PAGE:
First Look: The Apple TV 2
The new Apple TV is out, and thanks to a friend of mine who works for Apple, I got my hands on one on Friday. Here’s the ceremonial unboxing, shot and uploaded to YouTube with my iPhone.
As you can see, the packaging is Apple’s typically spare yet arty approach to moving and presenting product, and Apple TV 2 is tiny. It's about the same length as my iPhone, and maybe as thick as three of them stacked.
Just so you know where I’m coming from on the Apple vs. PC divide, I don’t care much about it. I’ve spent most of my career around video and graphics production, so I’ve worked with both Macs and PCs and I’ve worked with products like Avid and Photoshop that live on both. I’ve also spent enough time on Apple that I’ve been an Apple Certified Pro on DVD Studio Pro. These days my main blogging computer is a Windows 7 HP dual monitor system, but I am an iPhone 3GS user and I also have a Macbook Pro. The machine I probably use more than any other for email etc. is the iPhone. I guess you could say that I like the freedom of Windows while I also appreciate the elegance and security of Apple. I never went for the original Apple TV, so this is really my first look at this product.
Simply put, the Apple TV is a very nice and useful piece of hardware. One of the first things you’ll notice is that it’s about half the size of the original Apple TV, and that unlike most of Apple’s brushed metal family, it’s black. This box was meant to be set up and not seen – only a tiny blue-white LED on the front even tells you that it’s powered on. Setting it up consists of a) getting it out of the box, and b) plugging it in. I used the HDMI interface, and within a couple of minutes I had it logged into my wireless network and accessing YouTube on my main home LCD TV. About a minute after that, I had iTunes fired up on my Win 7 PC, and Apple TV was soon showing me my full music and video library on my downstairs TV. The remote, a tiny brushed metal number that’s about as long as your hand, comes with the familiar spare Apple look and feel, and the Apple TV’s interface is the typical clean and solid Apple navigation. Right out of the box, the whole experience just works. With Apple TV and iTunes with Home Sharing turned on, you can watch your iTunes compatible videos, listen to your music, rent movies and TV shows from the iTunes store, check out any photos you’ve elected to share, check out your iTunes, MobileMe and flickr content and listen to thousands of streaming radio stations worldwide. It seamlessly accesses content on multiple computers without regard to their operating systems, as long as they’re running iTunes. It instantly plays any podcast you can find on iTunes, so if you’re a podcaster, Apple TV opens the living room audience up to your content. And after doing a couple of additional things, it gets even better.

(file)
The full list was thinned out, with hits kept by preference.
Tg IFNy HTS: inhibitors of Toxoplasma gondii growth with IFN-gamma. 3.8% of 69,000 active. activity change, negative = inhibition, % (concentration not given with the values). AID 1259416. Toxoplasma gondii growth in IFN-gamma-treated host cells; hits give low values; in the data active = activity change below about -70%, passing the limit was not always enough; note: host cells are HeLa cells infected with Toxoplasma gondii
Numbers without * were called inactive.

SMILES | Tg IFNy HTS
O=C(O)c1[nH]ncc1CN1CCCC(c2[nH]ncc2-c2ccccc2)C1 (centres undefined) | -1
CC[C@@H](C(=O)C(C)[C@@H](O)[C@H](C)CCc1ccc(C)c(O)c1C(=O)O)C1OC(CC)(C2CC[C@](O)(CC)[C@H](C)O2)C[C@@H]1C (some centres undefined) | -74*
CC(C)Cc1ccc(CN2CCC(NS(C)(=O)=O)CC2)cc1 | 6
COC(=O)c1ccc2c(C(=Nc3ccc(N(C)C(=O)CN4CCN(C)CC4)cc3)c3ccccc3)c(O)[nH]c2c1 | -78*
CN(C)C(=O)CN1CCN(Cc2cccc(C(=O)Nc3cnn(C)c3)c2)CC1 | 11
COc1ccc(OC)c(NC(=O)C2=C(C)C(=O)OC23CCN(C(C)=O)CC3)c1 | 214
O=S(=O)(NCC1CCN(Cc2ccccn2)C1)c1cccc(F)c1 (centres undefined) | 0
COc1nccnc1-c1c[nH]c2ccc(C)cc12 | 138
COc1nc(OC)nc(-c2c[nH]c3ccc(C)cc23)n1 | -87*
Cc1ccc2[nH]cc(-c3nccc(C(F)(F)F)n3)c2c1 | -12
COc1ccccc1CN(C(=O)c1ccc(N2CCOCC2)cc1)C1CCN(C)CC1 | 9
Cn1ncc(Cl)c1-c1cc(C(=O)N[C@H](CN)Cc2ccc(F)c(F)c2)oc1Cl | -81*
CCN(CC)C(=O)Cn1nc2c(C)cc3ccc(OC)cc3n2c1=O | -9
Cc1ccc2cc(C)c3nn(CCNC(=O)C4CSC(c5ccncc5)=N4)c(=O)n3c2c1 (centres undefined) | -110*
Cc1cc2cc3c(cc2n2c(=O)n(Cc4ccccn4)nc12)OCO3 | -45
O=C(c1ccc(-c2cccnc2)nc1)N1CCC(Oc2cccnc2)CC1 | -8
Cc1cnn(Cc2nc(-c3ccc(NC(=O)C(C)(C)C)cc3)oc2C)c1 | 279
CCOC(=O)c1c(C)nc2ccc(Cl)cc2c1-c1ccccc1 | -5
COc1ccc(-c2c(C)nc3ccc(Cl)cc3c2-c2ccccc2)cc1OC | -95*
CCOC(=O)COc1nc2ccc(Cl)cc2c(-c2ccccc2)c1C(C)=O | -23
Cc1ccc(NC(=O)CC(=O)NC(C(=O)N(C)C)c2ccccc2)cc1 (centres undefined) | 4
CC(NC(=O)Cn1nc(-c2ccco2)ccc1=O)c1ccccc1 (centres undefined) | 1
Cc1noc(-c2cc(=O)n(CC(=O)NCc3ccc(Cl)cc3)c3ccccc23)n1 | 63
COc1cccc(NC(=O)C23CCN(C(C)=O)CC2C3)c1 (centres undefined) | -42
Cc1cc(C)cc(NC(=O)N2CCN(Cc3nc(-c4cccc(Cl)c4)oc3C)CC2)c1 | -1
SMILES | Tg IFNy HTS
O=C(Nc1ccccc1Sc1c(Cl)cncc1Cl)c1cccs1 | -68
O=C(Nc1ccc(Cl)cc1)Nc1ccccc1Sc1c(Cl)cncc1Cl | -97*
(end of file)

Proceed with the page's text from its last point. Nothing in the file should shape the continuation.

Netflix is built into the Apple TV, but I didn’t have an account so I set one up. And with that, the Apple TV gives you instant streaming access to thousands of movies and TV shows. Netflix streams at 720p, and for the Apple TV, its online interface goes away in favor of the cleaner Apple experience (likewise YouTube). The quality is to a large extent dependent on the quality of the original source material, but I found that shows like Firefly look and sound outstanding. We had a movie night on Saturday night, and watched Up and G.I. Joe (quick reviews: Up is great, G.I. Joe is weak). My cable internet plus 802.11n router stood up to the streaming demands just fine, and the Apple TV never faltered for a frame. The Apple TV box is just rock solid.